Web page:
In connection with a post-commitment proceeding for a sexually violent person (an “SVP”), the SVP’s counsel sought to informally interview employees of the Arizona Department of Health Services, Arizona State Hospital and the Arizona Community Protection and Treatment Center (“ACPTC”). After the State resisted those efforts, the superior court held that the criminal rules for conducting interviews would be applied in the context of an SVP post-commitment hearing because the proceeding was more analogous to a criminal proceeding. The trial court explained that under the criminal rules, the defense may request an interview, and if the State fails to set up an interview, the defense may contact the ACPTC employee directly. If the employee refuses to be interviewed, the defense may take the employee’s deposition at the State’s expense.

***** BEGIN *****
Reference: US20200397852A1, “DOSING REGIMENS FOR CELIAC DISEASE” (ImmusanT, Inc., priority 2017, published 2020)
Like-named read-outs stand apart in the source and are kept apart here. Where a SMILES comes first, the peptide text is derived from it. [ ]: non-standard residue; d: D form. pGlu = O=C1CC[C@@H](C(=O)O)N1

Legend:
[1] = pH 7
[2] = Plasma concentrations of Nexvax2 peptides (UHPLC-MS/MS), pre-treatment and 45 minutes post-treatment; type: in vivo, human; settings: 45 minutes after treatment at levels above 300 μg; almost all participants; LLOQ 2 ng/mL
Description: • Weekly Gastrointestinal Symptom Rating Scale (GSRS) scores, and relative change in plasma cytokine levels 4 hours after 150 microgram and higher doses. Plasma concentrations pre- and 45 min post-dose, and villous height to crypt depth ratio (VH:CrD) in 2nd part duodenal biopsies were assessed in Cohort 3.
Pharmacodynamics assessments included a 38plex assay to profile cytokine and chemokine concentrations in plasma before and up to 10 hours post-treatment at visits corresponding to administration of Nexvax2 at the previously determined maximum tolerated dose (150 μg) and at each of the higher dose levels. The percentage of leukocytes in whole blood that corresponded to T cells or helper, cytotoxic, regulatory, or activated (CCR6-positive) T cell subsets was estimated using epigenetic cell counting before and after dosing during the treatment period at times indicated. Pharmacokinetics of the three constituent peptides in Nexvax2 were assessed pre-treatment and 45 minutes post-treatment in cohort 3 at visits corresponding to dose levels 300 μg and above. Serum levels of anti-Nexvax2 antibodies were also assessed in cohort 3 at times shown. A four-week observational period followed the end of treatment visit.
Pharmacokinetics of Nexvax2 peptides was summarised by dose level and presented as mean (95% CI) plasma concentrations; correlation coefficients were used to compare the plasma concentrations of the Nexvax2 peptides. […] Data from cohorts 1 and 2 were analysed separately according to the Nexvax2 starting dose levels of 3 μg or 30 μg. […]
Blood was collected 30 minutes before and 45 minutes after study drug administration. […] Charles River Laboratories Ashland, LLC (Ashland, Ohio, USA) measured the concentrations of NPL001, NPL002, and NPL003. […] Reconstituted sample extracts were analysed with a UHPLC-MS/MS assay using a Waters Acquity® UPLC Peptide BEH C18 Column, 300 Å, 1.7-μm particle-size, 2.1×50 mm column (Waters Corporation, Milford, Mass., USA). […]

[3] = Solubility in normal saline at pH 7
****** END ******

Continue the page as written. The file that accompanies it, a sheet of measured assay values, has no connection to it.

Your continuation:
The Court of Appeals accepted special action jurisdiction, and held that the Arizona Rules of Civil Procedure and Ethical Rule 4.2 govern such proceedings because the legislature expressly provided that the civil rules apply, A.R.S. § 36-3704(B), and because ACPTC employees are agents/employees of the State. The Court nevertheless observed that the trial court has considerable discretion under the civil rules and has discretion to order and control discovery. However, it expressed no opinion on whether or how that discretion could properly be applied in this context to achieve the same result. The Court also expressed no opinion on whether discovery costs in an SVP case may be shifted to the State under the civil rules or some other statutory or constitutional authority.
Judge Irvine authored the opinion; Judges Timmer and Kessler concurred.